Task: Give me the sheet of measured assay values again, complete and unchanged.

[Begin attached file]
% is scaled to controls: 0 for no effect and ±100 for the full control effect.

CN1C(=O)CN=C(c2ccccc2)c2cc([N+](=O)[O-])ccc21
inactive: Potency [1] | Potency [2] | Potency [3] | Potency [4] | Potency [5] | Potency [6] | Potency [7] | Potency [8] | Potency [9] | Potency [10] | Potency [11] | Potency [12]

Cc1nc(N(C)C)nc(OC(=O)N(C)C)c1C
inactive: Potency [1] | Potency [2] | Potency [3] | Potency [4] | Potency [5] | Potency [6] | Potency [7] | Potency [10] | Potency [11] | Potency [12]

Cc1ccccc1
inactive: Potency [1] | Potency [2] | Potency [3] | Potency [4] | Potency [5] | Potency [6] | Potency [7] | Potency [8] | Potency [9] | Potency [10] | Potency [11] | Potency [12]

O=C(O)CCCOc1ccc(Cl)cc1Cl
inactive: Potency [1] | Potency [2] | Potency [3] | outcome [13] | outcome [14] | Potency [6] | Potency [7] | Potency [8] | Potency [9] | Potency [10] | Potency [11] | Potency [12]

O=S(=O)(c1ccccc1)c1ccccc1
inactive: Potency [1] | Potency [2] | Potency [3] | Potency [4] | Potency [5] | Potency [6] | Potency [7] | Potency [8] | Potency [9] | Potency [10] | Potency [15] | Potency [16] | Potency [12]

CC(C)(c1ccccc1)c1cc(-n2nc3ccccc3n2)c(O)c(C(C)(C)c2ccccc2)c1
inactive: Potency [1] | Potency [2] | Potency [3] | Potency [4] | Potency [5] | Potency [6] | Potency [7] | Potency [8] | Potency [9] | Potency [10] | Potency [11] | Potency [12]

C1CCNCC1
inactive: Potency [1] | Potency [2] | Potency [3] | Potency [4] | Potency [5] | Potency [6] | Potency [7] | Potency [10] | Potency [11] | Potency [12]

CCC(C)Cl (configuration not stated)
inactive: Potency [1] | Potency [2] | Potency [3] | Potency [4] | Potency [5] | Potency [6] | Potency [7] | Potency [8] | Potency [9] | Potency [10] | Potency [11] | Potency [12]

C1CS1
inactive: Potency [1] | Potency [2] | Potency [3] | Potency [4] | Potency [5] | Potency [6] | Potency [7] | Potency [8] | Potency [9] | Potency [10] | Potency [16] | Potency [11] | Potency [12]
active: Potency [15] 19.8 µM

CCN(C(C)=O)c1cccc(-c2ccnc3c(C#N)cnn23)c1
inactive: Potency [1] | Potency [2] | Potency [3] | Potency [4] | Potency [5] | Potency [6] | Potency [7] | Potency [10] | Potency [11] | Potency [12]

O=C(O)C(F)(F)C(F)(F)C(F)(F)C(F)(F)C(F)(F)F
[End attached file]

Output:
% is scaled to controls: 0 for no effect and ±100 for the full control effect.

CN1C(=O)CN=C(c2ccccc2)c2cc([N+](=O)[O-])ccc21
inactive: Potency [1] | Potency [2] | Potency [3] | Potency [4] | Potency [5] | Potency [6] | Potency [7] | Potency [8] | Potency [9] | Potency [10] | Potency [11] | Potency [12]

Cc1nc(N(C)C)nc(OC(=O)N(C)C)c1C
inactive: Potency [1] | Potency [2] | Potency [3] | Potency [4] | Potency [5] | Potency [6] | Potency [7] | Potency [10] | Potency [11] | Potency [12]

Cc1ccccc1
inactive: Potency [1] | Potency [2] | Potency [3] | Potency [4] | Potency [5] | Potency [6] | Potency [7] | Potency [8] | Potency [9] | Potency [10] | Potency [11] | Potency [12]

O=C(O)CCCOc1ccc(Cl)cc1Cl
inactive: Potency [1] | Potency [2] | Potency [3] | outcome [13] | outcome [14] | Potency [6] | Potency [7] | Potency [8] | Potency [9] | Potency [10] | Potency [11] | Potency [12]

O=S(=O)(c1ccccc1)c1ccccc1
inactive: Potency [1] | Potency [2] | Potency [3] | Potency [4] | Potency [5] | Potency [6] | Potency [7] | Potency [8] | Potency [9] | Potency [10] | Potency [15] | Potency [16] | Potency [12]

CC(C)(c1ccccc1)c1cc(-n2nc3ccccc3n2)c(O)c(C(C)(C)c2ccccc2)c1
inactive: Potency [1] | Potency [2] | Potency [3] | Potency [4] | Potency [5] | Potency [6] | Potency [7] | Potency [8] | Potency [9] | Potency [10] | Potency [11] | Potency [12]

C1CCNCC1
inactive: Potency [1] | Potency [2] | Potency [3] | Potency [4] | Potency [5] | Potency [6] | Potency [7] | Potency [10] | Potency [11] | Potency [12]

CCC(C)Cl (configuration not stated)
inactive: Potency [1] | Potency [2] | Potency [3] | Potency [4] | Potency [5] | Potency [6] | Potency [7] | Potency [8] | Potency [9] | Potency [10] | Potency [11] | Potency [12]

C1CS1
inactive: Potency [1] | Potency [2] | Potency [3] | Potency [4] | Potency [5] | Potency [6] | Potency [7] | Potency [8] | Potency [9] | Potency [10] | Potency [16] | Potency [11] | Potency [12]
active: Potency [15] 19.8 µM

CCN(C(C)=O)c1cccc(-c2ccnc3c(C#N)cnn23)c1
inactive: Potency [1] | Potency [2] | Potency [3] | Potency [4] | Potency [5] | Potency [6] | Potency [7] | Potency [10] | Potency [11] | Potency [12]

O=C(O)C(F)(F)C(F)(F)C(F)(F)C(F)(F)C(F)(F)F